Sometimes that chief advantage can steal the limelight, and the main goal unintentionally becomes the understudy. Or for the non-theatrical types: that chief advantage can steal the ball, and the main goal gets benched.
In other words, we can get so excited by the positive interaction between group members that we subtly slide our focus from knowing God to knowing each other. And since knowing each other is a great thing, we might not notice the shift.
Here are some questions to help you evaluate where your group’s gaze lies.
- Do group members spend more time sharing about their problems or testifying to God’s grace in their lives?
- Does your Bible study always land on the same applications, or is there a sense of forward movement and change?
- Do people depend on the leader to do all the thinking, or do they actively engage in the study?
- Is there general agreement and affirmation on most things, or do people feel free to challenge and disagree with one another?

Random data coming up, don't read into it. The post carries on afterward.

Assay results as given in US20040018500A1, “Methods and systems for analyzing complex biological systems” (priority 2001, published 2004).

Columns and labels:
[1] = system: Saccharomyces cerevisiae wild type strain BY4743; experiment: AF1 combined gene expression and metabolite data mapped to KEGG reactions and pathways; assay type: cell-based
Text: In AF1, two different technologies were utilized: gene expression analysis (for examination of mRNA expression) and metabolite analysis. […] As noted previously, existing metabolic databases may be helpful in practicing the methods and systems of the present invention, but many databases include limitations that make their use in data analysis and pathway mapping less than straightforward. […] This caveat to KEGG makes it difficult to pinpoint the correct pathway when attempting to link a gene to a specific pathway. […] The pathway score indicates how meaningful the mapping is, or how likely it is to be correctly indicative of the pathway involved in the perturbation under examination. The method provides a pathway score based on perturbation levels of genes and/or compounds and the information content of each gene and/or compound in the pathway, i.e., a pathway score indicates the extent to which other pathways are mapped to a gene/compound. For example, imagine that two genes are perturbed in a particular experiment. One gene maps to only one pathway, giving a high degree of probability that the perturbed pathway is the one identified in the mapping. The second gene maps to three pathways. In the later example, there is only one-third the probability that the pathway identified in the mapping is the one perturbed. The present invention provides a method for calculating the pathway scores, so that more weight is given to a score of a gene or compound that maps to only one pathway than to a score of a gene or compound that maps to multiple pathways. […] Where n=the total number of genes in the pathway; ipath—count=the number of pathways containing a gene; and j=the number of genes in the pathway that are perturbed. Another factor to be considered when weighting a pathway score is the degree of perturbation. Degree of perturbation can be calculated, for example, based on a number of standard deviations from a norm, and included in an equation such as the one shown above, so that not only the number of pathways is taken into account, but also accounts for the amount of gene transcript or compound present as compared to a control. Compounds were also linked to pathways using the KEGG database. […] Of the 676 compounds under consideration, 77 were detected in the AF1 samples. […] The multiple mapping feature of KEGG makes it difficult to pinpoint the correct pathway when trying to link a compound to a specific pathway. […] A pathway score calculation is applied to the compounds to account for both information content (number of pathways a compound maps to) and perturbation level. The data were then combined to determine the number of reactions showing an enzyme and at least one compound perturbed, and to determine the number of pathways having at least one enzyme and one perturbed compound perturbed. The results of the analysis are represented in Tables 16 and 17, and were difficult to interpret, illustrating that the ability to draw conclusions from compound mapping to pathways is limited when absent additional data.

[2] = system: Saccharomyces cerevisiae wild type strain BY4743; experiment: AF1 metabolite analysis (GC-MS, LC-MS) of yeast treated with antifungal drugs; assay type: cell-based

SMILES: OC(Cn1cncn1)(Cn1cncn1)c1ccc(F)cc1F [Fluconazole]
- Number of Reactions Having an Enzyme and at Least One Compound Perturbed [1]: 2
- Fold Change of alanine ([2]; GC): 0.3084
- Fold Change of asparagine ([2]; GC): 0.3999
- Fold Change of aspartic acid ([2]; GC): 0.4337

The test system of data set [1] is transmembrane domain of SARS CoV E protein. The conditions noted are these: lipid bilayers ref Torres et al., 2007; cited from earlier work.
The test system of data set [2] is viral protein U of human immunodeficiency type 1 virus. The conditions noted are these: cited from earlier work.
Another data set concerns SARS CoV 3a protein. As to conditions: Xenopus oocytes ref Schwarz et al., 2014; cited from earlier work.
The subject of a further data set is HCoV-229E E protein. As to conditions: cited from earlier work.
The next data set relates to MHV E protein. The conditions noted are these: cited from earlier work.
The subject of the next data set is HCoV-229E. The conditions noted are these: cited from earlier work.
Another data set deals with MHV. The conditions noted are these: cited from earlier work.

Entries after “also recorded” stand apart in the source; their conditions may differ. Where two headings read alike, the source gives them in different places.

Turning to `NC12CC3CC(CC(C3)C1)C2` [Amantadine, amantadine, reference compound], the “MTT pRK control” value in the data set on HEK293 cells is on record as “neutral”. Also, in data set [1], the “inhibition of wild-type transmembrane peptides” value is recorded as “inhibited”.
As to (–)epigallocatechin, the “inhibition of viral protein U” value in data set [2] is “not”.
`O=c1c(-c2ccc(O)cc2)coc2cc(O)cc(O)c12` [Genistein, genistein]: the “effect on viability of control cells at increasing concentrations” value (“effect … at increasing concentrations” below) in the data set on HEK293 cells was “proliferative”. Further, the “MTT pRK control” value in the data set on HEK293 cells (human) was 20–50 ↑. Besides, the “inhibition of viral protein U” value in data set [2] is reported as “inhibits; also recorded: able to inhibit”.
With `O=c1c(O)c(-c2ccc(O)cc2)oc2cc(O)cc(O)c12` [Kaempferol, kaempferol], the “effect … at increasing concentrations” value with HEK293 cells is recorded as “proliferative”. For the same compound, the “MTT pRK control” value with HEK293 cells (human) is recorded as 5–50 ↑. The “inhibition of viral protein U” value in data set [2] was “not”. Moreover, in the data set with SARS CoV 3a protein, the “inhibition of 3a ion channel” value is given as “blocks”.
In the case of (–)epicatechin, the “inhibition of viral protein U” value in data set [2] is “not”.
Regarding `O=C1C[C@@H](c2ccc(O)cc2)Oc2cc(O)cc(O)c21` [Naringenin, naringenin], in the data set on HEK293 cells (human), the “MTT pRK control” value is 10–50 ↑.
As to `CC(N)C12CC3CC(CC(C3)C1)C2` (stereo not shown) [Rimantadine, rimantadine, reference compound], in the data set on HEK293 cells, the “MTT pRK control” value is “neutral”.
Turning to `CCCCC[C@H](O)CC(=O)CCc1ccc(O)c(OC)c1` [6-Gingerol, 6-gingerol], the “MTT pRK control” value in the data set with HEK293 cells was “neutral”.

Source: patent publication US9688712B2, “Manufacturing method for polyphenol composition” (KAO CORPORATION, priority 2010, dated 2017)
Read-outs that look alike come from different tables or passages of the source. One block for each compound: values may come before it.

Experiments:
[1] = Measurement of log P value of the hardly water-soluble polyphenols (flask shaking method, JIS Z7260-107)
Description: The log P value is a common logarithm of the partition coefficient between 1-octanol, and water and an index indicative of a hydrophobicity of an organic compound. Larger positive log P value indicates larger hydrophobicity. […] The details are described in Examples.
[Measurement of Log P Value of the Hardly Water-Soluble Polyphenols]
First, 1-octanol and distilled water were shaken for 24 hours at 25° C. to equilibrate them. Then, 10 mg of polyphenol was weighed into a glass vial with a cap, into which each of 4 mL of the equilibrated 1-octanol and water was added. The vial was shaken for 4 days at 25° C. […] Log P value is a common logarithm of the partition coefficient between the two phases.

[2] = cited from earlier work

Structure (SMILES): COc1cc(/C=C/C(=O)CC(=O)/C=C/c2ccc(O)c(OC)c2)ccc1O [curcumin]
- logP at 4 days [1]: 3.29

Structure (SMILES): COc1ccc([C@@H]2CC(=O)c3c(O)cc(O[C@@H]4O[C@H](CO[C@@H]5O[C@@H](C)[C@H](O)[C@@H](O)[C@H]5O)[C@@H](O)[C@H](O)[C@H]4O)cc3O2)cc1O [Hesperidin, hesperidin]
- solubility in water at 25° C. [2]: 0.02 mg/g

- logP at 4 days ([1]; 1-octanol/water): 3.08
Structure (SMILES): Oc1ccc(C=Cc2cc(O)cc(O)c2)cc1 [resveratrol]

- If the leader had to stop leading the group, would the group have another leader trained and ready to take over?
- How long has it been since new people joined the group?
- Would someone new have a hard time fitting in?
- If any unbelievers unexpectedly showed up, is there a chance they might meet God among you (1 Cor 14:24-25)?
- Does your group see Jesus in every passage?
- If your group discussed a book other than the Bible, would the discussion be any different?
What other diagnostic questions might help you to evaluate your group’s focus?